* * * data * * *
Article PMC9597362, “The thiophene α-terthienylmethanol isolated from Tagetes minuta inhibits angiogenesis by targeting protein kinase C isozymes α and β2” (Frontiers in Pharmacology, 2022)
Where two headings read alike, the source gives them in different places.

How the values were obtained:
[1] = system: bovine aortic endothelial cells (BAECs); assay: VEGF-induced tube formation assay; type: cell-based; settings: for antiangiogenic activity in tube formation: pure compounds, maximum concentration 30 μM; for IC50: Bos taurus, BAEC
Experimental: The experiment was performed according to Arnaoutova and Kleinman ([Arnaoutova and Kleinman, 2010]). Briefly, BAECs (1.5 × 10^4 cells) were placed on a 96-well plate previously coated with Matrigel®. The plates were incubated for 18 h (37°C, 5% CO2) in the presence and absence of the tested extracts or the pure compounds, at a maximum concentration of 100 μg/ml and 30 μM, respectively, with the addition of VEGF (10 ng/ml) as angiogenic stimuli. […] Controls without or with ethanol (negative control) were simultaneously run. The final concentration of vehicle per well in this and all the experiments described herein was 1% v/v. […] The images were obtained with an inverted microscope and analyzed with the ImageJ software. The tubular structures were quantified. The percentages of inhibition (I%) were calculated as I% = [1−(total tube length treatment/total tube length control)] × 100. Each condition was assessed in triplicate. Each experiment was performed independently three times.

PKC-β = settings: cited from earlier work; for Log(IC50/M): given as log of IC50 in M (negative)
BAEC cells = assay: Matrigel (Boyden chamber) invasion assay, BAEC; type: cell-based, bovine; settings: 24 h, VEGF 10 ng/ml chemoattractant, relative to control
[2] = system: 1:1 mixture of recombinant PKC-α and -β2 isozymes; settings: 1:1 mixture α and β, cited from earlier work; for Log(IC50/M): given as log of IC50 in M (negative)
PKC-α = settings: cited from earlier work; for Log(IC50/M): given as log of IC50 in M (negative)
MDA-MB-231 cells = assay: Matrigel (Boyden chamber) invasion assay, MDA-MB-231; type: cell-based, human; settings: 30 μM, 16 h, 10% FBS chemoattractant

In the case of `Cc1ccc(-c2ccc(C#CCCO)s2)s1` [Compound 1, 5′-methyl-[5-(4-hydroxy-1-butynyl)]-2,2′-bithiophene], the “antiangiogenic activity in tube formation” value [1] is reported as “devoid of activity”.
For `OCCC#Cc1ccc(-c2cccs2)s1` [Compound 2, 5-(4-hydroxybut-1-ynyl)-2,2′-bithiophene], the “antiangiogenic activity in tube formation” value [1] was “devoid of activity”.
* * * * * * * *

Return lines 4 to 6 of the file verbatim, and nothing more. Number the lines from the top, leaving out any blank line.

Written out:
[1] = system: bovine aortic endothelial cells (BAECs); assay: VEGF-induced tube formation assay; type: cell-based; settings: for antiangiogenic activity in tube formation: pure compounds, maximum concentration 30 μM; for IC50: Bos taurus, BAEC
Experimental: The experiment was performed according to Arnaoutova and Kleinman ([Arnaoutova and Kleinman, 2010]). Briefly, BAECs (1.5 × 10^4 cells) were placed on a 96-well plate previously coated with Matrigel®. The plates were incubated for 18 h (37°C, 5% CO2) in the presence and absence of the tested extracts or the pure compounds, at a maximum concentration of 100 μg/ml and 30 μM, respectively, with the addition of VEGF (10 ng/ml) as angiogenic stimuli. […] Controls without or with ethanol (negative control) were simultaneously run. The final concentration of vehicle per well in this and all the experiments described herein was 1% v/v. […] The images were obtained with an inverted microscope and analyzed with the ImageJ software. The tubular structures were quantified. The percentages of inhibition (I%) were calculated as I% = [1−(total tube length treatment/total tube length control)] × 100. Each condition was assessed in triplicate. Each experiment was performed independently three times.

PKC-β = settings: cited from earlier work; for Log(IC50/M): given as log of IC50 in M (negative)